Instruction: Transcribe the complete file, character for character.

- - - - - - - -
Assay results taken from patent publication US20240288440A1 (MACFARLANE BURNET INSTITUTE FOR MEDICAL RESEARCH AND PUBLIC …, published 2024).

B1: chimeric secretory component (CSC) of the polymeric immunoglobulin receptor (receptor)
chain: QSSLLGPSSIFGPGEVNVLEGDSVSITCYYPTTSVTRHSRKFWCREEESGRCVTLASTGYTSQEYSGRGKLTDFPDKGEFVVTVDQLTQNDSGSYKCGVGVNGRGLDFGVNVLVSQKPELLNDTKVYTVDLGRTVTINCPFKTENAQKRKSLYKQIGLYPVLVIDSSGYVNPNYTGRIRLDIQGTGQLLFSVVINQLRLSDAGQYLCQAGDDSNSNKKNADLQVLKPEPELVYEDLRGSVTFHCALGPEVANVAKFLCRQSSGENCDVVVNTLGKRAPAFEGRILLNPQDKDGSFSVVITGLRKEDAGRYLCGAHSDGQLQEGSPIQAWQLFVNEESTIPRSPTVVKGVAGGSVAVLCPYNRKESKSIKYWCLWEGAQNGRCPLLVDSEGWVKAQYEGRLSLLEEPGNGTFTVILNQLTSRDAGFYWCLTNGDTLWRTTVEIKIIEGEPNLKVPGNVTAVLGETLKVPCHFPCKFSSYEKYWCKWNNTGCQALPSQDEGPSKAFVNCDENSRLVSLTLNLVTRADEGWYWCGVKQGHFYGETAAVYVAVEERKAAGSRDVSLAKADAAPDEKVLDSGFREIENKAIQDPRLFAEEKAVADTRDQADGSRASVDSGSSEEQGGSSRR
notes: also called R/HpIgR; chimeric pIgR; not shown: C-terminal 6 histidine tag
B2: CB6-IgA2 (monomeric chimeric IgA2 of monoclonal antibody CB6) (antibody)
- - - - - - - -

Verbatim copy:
Assay results taken from patent publication US20240288440A1 (MACFARLANE BURNET INSTITUTE FOR MEDICAL RESEARCH AND PUBLIC …, published 2024).

B1: chimeric secretory component (CSC) of the polymeric immunoglobulin receptor (receptor)
chain: QSSLLGPSSIFGPGEVNVLEGDSVSITCYYPTTSVTRHSRKFWCREEESGRCVTLASTGYTSQEYSGRGKLTDFPDKGEFVVTVDQLTQNDSGSYKCGVGVNGRGLDFGVNVLVSQKPELLNDTKVYTVDLGRTVTINCPFKTENAQKRKSLYKQIGLYPVLVIDSSGYVNPNYTGRIRLDIQGTGQLLFSVVINQLRLSDAGQYLCQAGDDSNSNKKNADLQVLKPEPELVYEDLRGSVTFHCALGPEVANVAKFLCRQSSGENCDVVVNTLGKRAPAFEGRILLNPQDKDGSFSVVITGLRKEDAGRYLCGAHSDGQLQEGSPIQAWQLFVNEESTIPRSPTVVKGVAGGSVAVLCPYNRKESKSIKYWCLWEGAQNGRCPLLVDSEGWVKAQYEGRLSLLEEPGNGTFTVILNQLTSRDAGFYWCLTNGDTLWRTTVEIKIIEGEPNLKVPGNVTAVLGETLKVPCHFPCKFSSYEKYWCKWNNTGCQALPSQDEGPSKAFVNCDENSRLVSLTLNLVTRADEGWYWCGVKQGHFYGETAAVYVAVEERKAAGSRDVSLAKADAAPDEKVLDSGFREIENKAIQDPRLFAEEKAVADTRDQADGSRASVDSGSSEEQGGSSRR
notes: also called R/HpIgR; chimeric pIgR; not shown: C-terminal 6 histidine tag
B2: CB6-IgA2 (monomeric chimeric IgA2 of monoclonal antibody CB6) (antibody)